U.S. Rep. John Larson Calls For Gun Control Talks

In a statement issued this weekend Connecticut's First District Democrat said "politics be damned" in the wake of the Newtown shootings.


Connecticut Congressman John Larson, D-First District, called this weekend for a serious political debate on the issue of gun control following the Newtown shootings that killed 26 people, 20 of them children.

In a statement issued Saturday Larson said "politics be damned" and that it's time for the country to face the issue head-on.

"Friday was a day of mourning, but the time to act is now upon us. To do nothing in the face of continuous assaults on our children is to be complicit in those assaults. There may not be a single cure-all for the violence in our nation, however we must start the process and begin the deeper and longer conversations that need to take place. Politics be damned. Of the 12 deadliest shootings in our nation's history, half of them have happened in the last five years. And there is not a single person in America who doesn't fear it will happen again. It's time we recognize the danger and address it."

In a memorial vigil Sunday night in Newtown President Obama also touched on the subject of gun control, saying America is not doing enough to keep its children safe.

Many of Connecticut's lawmakers have been mostly silent on the politically-charged issue of gun control in the wake of the shootings. Their constituents, however, have not. Thousands of them have taken to social media and other outlets to call for gun control, and to argue against it.

Stephen C. Brown December 18, 2012 at 09:09 PM
Who cares what the Founders would think. Our system was founded at least in part as a reaction to tyranny. We should not exchange past colonial tyranny for a tyranny of the Founders. What works, we keep, what does not, we discard. Dead men, no matter how great have no vote.
Will Wilkin December 18, 2012 at 09:43 PM
Books don't kill people. Guns do. We cannot shoot our way out of our problems.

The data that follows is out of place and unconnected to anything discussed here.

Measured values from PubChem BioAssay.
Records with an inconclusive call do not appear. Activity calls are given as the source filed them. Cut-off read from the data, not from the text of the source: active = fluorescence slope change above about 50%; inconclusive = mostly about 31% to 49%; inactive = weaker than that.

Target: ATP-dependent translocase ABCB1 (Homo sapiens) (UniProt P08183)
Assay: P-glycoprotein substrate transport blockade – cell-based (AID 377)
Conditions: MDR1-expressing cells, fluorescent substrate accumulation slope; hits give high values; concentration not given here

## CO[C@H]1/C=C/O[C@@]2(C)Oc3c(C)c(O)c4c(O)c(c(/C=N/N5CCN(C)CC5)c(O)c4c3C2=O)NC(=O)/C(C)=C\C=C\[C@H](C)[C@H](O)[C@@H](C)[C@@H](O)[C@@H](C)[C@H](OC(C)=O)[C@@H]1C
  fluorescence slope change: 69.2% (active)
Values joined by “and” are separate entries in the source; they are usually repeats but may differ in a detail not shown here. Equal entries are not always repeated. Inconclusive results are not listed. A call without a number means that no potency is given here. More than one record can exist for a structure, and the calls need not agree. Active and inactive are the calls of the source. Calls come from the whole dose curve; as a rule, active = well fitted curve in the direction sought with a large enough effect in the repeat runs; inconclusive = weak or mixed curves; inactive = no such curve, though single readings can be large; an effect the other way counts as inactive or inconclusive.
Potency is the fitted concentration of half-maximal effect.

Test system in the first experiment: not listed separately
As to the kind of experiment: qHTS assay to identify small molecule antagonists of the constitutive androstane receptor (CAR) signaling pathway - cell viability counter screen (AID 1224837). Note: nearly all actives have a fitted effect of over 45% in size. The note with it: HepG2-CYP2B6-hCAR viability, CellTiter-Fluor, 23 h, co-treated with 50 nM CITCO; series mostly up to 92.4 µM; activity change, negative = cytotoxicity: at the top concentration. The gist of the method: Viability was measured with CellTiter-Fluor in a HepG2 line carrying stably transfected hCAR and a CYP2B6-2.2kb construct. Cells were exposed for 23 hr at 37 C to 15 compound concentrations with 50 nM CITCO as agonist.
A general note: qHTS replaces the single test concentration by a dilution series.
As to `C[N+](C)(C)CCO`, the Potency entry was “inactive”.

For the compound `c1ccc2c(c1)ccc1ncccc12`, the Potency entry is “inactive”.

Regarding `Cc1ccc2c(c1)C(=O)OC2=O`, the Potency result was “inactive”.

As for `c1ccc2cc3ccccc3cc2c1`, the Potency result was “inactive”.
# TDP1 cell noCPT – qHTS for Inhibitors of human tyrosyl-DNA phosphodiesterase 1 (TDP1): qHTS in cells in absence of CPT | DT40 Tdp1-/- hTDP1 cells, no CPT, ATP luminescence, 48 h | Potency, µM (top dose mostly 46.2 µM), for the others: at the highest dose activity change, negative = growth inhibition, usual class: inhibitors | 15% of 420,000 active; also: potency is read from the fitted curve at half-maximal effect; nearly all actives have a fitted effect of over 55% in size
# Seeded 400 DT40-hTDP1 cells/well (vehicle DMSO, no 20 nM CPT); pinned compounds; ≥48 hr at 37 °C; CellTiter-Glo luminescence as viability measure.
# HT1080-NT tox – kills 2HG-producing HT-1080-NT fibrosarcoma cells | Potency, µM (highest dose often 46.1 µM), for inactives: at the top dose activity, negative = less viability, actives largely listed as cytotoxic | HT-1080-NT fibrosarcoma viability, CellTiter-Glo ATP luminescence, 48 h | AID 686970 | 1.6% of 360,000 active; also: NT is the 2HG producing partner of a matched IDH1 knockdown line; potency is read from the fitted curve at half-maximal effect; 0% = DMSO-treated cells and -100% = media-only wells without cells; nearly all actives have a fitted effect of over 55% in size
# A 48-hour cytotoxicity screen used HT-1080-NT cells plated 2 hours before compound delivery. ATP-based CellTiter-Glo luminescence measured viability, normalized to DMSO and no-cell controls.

John M. Joy December 18, 2012 at 09:58 PM
Don't be disingenuous - I was responding to your comment up top. "People" means "people" not "militia" and the Founders were pretty clear about writing "state" when they meant "state" and "people" when they meant it.
Will Wilkin December 18, 2012 at 10:30 PM
Well, John, first of all, I agree with Stephen Brown below, "original intent" is another form of tyranny, in the sense of opposing our ability to change laws as the world changes. That ability is vital to good government. Second of all, I wasn't being disingenuous at all. Let's just argue the issue, not each other's motives. Let's argue as friends seeking better understanding. To me, the well-regulated militia has always been the missing part of the application of the Second Amendment. The Founders left that open to interpretation, and I can easily imagine restricting the right of gun ownership to, well, members of a well-regulated militia. Militia were organized locally for defense of the community, not individual homestead. Militia were, to the Founders, organized and disciplined units subject to being called into service by the state or federal government, and subject to court martial for defying orders. They amounted to conscription in some cases. And they were in the context of mass rebellions and Indian wars on the frontier. It was a politically fluid time, a revolutionary era. I haven't yet formulated my thinking on what today's America needs in terms of gun laws, definitely what we have now is a massive, deadly failure. Compare America's super high gun death per capita to the rest of the world. We are at the top. It is a classic cycle of violence. At some point, we have to figure out how to break it. That means serious change.
John M. Joy December 18, 2012 at 10:46 PM
...but the Founders also understood basic dynamics of human nature. That hasn't changed: human beings still behave more or less the same way now as they did hundreds or thousands of years ago. And yes, the assumption was always there would be a Militia of the Whole; namely that ALL able-bodied citizens would comprise it. But reading what they wrote, what they seemed to recognize more than anything else is (1) the possession of arms as the mark of a freeman, and (2) the need for checks and balances. As for the Tyranny of Original Intent... frankly, I'm more concerned about a REAL tyranny: of an ensconced and untouchable political establishment (and hangers-on) ruling a population of dependent and vulnerable serfs. I am not willing to live that way.


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